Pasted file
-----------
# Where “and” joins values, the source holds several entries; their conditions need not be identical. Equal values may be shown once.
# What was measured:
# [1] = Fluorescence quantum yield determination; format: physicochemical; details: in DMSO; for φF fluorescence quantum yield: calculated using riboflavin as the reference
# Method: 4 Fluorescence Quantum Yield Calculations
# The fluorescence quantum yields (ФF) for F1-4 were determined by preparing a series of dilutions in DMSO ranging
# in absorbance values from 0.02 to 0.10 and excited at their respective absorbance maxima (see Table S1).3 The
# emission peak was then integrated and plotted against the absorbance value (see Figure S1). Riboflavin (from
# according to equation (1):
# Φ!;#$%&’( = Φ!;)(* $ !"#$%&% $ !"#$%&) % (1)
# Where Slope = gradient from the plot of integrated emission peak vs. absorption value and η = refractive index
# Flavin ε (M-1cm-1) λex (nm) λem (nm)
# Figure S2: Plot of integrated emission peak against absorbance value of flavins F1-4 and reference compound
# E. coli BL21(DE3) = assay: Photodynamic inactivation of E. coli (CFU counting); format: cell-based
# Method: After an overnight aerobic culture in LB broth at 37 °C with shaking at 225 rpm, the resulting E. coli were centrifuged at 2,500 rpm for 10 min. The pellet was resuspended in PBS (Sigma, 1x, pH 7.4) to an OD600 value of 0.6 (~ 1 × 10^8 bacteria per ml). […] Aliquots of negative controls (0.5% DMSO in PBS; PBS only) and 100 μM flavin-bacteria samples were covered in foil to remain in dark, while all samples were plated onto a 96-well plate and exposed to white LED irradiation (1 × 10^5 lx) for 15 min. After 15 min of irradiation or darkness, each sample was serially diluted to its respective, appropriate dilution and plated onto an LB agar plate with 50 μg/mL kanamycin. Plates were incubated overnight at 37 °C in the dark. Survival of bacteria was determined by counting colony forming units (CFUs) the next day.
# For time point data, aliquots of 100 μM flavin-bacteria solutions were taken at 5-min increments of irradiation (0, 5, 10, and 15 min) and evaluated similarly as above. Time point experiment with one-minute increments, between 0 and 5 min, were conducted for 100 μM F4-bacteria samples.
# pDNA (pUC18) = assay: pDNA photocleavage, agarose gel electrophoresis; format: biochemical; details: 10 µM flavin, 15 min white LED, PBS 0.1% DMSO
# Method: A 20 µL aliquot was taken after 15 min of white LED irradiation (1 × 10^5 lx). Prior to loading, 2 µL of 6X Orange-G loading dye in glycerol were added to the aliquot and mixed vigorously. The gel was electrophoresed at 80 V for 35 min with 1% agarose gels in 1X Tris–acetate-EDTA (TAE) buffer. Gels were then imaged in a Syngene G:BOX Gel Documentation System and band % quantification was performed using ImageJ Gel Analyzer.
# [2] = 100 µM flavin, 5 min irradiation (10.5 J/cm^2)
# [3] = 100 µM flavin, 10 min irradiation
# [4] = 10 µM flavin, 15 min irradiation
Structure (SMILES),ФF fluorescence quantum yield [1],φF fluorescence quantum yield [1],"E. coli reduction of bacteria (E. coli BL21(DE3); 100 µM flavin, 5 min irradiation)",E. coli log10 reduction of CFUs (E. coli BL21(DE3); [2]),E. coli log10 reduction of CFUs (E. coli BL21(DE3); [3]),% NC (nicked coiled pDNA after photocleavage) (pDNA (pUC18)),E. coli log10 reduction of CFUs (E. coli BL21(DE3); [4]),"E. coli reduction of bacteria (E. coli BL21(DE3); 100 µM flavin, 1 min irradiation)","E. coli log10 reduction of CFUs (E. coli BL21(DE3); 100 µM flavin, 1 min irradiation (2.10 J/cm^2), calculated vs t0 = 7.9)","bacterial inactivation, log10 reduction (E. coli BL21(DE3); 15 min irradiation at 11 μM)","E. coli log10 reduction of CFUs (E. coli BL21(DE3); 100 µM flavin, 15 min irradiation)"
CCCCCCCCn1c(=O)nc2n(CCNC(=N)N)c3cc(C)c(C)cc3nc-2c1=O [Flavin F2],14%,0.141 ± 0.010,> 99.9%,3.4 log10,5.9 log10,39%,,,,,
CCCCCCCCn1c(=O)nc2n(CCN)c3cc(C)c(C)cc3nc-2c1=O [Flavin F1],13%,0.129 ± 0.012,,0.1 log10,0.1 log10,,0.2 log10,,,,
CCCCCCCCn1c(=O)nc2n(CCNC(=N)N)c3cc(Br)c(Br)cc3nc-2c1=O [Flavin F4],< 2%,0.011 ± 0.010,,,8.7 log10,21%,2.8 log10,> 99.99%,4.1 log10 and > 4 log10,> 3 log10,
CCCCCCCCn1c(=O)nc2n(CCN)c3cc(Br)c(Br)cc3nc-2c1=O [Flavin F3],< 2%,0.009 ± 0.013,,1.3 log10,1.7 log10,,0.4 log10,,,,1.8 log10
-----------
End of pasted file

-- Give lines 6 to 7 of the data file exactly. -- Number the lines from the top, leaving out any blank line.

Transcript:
# in absorbance values from 0.02 to 0.10 and excited at their respective absorbance maxima (see Table S1).3 The
# emission peak was then integrated and plotted against the absorbance value (see Figure S1). Riboflavin (from